God is profoundly, thoroughly in control of the fallen will of man.
4. A New Will
By the sovereign, regenerating, life-giving, blindness-removing, hardness-replacing, light-shining work of the Holy Spirit, God replaces blindness with the light of reality. He breaks the deceptive bondage of sin and sets people free.
That’s what it means to be saved; that’s what it means to be converted or born again. Second Corinthians 4:6 reads, “For God, who said, ‘Let light shine out of darkness,’ has shone in our hearts to give the light of the knowledge of the glory of God in the face of Jesus Christ.” That’s the meaning of conversion.
Romans 6:20–22 says it this way: “For when you were slaves of sin, you were free in regard to righteousness. But what fruit were you getting at that time from the things of which you are now ashamed? For the end of those things is death. But now that you have been set free from sin and have become slaves of God, the fruit you get leads to sanctification and its end, eternal life.”
This slavery to God — now in the regenerate, in the born again — is the same kind of slavery that we had to sin, in this sense: It’s not a slavery contrary to our will. We were enslaved to sin because sin looked so good and desirable to us. Our will was all in with sin. Now, we are enslaved to God because God looks so good and so desirable to us. Our will is all in with God. That’s what happened in the new birth.
5. True Freedom
This new slavery to God is true freedom for three reasons.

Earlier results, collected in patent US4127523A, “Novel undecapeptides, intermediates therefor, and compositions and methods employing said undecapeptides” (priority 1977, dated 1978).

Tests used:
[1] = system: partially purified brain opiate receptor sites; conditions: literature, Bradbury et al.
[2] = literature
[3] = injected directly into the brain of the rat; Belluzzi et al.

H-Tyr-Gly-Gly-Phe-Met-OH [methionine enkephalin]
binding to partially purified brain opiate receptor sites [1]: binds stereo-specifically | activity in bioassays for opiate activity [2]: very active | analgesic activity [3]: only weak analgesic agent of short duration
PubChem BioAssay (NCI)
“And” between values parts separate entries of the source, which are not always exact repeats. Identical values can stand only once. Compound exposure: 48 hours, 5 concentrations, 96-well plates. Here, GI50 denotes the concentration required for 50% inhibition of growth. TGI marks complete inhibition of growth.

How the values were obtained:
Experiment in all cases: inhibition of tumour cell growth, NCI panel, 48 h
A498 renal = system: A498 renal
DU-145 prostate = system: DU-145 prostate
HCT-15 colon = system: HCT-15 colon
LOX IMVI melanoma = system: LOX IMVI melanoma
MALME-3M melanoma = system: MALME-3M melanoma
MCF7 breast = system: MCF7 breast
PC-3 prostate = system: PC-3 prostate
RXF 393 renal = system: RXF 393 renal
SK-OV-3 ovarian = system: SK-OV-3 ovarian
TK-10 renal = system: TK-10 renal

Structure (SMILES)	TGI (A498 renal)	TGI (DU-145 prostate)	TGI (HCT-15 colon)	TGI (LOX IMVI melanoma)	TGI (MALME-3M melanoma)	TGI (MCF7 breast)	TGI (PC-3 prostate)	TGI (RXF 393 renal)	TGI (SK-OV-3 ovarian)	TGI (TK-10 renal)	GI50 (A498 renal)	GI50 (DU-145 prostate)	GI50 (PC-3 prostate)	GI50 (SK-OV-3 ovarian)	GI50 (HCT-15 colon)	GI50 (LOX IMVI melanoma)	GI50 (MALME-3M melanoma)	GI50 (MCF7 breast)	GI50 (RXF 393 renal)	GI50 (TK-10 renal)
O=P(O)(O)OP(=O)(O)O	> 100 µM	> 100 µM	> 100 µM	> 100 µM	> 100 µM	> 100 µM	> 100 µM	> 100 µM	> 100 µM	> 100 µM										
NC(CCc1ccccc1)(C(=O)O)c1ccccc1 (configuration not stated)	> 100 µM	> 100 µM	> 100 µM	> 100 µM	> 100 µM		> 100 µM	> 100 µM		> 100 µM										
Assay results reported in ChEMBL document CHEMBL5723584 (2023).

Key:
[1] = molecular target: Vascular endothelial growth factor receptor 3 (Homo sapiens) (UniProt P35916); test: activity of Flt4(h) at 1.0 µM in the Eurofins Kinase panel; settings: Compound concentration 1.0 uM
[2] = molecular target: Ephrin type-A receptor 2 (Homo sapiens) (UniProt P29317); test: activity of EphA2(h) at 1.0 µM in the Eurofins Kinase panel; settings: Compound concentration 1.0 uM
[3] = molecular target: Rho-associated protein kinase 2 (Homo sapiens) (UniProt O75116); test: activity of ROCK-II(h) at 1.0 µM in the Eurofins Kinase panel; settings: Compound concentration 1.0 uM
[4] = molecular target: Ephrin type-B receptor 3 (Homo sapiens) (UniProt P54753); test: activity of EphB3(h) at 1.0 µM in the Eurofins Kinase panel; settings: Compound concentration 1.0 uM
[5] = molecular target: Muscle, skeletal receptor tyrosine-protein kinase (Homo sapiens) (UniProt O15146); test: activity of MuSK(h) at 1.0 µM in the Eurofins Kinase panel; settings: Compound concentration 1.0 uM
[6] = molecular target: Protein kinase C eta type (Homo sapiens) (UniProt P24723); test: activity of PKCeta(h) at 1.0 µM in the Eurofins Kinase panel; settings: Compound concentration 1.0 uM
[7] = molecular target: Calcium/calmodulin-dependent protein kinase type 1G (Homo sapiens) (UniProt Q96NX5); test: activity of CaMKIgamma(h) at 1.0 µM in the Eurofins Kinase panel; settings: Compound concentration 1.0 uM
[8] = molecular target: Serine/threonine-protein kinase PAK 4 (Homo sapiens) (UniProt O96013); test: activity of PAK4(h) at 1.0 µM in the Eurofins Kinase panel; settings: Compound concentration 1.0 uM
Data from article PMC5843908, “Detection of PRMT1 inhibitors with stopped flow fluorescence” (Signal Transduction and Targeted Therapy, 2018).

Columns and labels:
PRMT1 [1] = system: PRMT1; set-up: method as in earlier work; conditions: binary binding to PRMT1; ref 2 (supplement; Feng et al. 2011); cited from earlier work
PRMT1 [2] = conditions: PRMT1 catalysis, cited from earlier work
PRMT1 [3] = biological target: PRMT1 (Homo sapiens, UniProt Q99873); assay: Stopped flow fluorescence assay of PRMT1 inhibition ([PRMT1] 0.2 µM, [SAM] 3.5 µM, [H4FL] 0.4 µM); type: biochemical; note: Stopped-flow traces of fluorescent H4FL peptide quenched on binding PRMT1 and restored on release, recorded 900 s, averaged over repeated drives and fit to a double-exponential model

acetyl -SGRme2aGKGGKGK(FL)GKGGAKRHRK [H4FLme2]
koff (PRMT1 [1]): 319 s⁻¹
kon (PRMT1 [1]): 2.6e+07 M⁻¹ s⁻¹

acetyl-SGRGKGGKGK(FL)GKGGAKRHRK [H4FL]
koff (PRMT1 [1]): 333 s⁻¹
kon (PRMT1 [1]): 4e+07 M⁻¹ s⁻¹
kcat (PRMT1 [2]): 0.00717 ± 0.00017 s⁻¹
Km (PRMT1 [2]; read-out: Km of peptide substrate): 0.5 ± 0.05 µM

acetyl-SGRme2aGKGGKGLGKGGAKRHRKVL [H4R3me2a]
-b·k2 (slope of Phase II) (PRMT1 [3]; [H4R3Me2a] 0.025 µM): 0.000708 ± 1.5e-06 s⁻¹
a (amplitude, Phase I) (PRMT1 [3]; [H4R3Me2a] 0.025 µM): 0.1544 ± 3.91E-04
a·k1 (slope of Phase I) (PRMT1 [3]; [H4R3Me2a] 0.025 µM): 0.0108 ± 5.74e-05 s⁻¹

- Like slavery to sin, it is completely willing. We are not controlled or coerced against our desire or against our will, but by means of new and powerful desires.
- These new desires, unlike the desires for sin, accord with — agree with, are in harmony with — what is true and beautiful and lasting: God’s righteousness. They align with God’s way. According to John 8:32, we’re not being deceived. We have been set free from deception.
- This new slavery to God is true freedom because our former so-called “freedom” ended in everlasting death. Our new freedom, our slavery to God, ends in eternal joy. You’re not really free if you’re doing what you want to do, and you are miserable because of it for all eternity. You’re free if you do what you want to do and don’t regret it a million years.
6. According to Plan
This new freedom does not limit the complete sovereignty of God over all things, including the redeemed human will. God is working in us that which is pleasing in his sight. God is doing this through Jesus Christ, to whom be the glory (Hebrews 13:21). Yes, not to us, but glory to him forever and ever.